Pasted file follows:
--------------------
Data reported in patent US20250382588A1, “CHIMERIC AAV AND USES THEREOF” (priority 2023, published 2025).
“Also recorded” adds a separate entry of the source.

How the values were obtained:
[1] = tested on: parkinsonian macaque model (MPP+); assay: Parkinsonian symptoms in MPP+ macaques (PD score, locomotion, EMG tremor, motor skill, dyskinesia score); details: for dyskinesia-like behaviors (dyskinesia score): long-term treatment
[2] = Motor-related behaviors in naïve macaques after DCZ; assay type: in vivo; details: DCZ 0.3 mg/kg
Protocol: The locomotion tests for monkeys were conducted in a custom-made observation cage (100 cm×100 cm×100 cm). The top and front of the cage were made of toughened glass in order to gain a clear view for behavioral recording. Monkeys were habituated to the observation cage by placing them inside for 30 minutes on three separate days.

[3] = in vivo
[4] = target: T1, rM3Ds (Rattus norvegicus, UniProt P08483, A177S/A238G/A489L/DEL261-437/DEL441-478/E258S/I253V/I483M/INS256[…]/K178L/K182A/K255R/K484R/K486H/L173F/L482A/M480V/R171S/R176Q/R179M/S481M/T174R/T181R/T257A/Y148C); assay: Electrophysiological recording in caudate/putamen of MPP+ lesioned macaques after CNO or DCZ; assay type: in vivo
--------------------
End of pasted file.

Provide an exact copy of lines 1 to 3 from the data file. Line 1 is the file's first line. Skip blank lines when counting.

Data reported in patent US20250382588A1, “CHIMERIC AAV AND USES THEREOF” (priority 2023, published 2025).
“Also recorded” adds a separate entry of the source.

How the values were obtained: